Following tenacious water scarcity across the province, the coastal areas of district Thatta and Sujawal continue to face drought-like situations with no hope of respite for its residents so far.
The ongoing water crisis has forced hundreds of families living in these areas for years to migrate to safe areas. The future of the coastal region has plunged into darkness as there is no effective strategy on the part of the state to rid them of this long-standing issue.
Coastal areas of both districts including Keti Bunder, Kharochan, Jati, Ghorabari, Bagar, and Shabunder have been experiencing the worst environmental changes for the past two decades following hot weather and non-release of the required quantum of water Kotri downstream. These changes have dealt a serious blow to growers in the shape of huge economic losses that they bear every year.
Residents of these areas sharing their ordeal with Minute Mirror said that their lands had turned barren and brackish due to the “spell” of water shortage in the coastal region that had pushed several crops to extinction.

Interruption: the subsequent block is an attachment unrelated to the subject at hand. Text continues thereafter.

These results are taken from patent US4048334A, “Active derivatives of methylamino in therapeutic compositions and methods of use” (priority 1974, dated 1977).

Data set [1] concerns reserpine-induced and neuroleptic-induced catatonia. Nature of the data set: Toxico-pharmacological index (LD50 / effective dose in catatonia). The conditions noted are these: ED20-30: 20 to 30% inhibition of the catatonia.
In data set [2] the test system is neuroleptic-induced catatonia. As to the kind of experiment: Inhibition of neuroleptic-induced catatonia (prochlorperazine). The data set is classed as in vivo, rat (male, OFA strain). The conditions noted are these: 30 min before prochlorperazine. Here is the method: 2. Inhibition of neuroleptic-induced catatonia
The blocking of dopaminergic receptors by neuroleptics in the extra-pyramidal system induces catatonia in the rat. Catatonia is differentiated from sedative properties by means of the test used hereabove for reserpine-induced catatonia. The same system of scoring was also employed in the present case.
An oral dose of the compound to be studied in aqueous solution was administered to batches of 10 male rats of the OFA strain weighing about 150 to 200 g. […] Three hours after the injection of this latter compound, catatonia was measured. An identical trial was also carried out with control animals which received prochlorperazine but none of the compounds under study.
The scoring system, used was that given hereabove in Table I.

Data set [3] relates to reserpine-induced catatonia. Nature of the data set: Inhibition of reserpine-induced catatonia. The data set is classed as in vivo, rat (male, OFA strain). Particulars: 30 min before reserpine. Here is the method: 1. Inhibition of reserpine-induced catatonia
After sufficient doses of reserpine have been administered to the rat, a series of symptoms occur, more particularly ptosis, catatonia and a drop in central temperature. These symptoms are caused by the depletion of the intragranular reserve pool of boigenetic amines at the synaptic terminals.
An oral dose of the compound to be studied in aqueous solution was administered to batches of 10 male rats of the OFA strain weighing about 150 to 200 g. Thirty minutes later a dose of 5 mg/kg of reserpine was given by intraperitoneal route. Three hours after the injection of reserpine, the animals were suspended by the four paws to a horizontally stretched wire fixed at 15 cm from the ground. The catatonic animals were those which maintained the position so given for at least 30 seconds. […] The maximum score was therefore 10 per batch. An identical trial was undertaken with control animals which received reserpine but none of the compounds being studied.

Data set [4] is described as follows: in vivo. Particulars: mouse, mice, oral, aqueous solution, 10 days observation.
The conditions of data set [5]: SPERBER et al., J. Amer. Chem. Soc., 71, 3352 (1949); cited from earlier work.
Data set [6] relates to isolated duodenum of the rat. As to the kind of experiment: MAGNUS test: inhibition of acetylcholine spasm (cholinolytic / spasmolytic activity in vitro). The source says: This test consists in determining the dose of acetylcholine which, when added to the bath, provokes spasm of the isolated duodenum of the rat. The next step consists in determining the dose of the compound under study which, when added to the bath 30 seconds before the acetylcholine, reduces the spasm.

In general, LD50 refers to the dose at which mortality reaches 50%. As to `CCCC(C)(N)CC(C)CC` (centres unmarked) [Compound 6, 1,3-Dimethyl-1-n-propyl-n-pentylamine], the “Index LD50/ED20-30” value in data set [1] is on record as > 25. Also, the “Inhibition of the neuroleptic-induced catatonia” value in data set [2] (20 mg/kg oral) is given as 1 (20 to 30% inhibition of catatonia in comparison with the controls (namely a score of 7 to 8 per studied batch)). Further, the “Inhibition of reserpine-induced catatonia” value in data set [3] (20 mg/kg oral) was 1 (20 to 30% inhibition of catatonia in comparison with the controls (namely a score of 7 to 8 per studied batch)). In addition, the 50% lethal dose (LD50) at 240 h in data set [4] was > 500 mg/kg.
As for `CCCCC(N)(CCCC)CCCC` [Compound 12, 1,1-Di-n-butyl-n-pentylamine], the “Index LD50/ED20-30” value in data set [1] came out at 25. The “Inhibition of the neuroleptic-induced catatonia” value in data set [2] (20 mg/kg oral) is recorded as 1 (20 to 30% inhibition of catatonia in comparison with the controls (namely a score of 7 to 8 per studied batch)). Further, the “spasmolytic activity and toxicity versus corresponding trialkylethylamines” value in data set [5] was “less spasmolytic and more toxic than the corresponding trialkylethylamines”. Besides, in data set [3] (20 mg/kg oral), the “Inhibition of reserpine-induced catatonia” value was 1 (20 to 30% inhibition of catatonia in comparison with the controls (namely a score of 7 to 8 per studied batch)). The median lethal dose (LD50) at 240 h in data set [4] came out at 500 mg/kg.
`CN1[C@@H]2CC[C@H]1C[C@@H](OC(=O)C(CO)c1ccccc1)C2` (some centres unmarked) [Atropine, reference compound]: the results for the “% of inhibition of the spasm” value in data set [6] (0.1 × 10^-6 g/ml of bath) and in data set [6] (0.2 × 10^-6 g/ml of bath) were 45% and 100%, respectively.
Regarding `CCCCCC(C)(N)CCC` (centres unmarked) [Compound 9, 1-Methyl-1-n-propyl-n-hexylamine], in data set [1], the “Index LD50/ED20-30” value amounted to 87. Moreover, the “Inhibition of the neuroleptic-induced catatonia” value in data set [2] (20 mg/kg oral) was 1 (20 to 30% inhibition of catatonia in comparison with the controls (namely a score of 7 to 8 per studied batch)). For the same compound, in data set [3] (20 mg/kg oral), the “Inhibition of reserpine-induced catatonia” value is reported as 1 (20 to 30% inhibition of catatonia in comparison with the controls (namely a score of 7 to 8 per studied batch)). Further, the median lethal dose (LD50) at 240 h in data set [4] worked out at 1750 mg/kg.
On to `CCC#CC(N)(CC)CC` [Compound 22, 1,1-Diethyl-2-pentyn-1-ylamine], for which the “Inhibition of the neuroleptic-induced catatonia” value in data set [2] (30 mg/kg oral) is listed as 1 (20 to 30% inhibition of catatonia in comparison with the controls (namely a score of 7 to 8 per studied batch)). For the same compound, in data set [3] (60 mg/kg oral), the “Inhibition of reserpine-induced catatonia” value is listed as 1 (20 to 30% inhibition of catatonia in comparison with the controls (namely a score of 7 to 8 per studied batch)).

Abdul Razaq Temro of village Urs Temro said that the coastal areas including Jati, Keti Buder, and Sokhi Bunder was known across the subcontinent for producing different varieties of paddy and red rice that were exported to different countries but unfortunately, abrupt environmental changes and water shortage deprived their area of this rare species of paddy.
“The coastal area also had the potential of producing different kinds of pulses and vegetables but as the water crisis deepened these vanished into oblivion,” said Zahid Ishaq Soomro, a local analyst.
Talking about the rich past of the coastal region of the Thatta and Sujawal region, he said that there used to be orchards of Mango, Creek, Orange, and lemon but the cyclone of 1999, heavy rains of 2003, and a flash flood of 2010 left a nasty effect on these orchards and now these orchards were rarely found in the coastal areas.
Growers of these areas also cultivated turmeric, red-sugarcane, and corn, and since there was a demand for these three crops in local markets it became a major source of earning for them, said Allah Bachayo Jat, a local grower, adding that “now these crops are part of history for us”.
Sharing the current scenario about paddy cultivation in these areas Qasir Chandio said that cultivated lands were waiting for water and in the wake of the current state of affairs, the cultivation of paddy could be delayed.
Sharing views about the reducing number of mangroves across the coastal belt, Zahid Ishaque said that it had occurred owing to the non-release of water. He urged Bilawal Bhutto Zardari, the foreign minister of Pakistan and the chairman of Sindh’s ruling party, the Pakistan People’s Party, to take notice of the current situation and take measures for reviving the lost glory of coastal areas.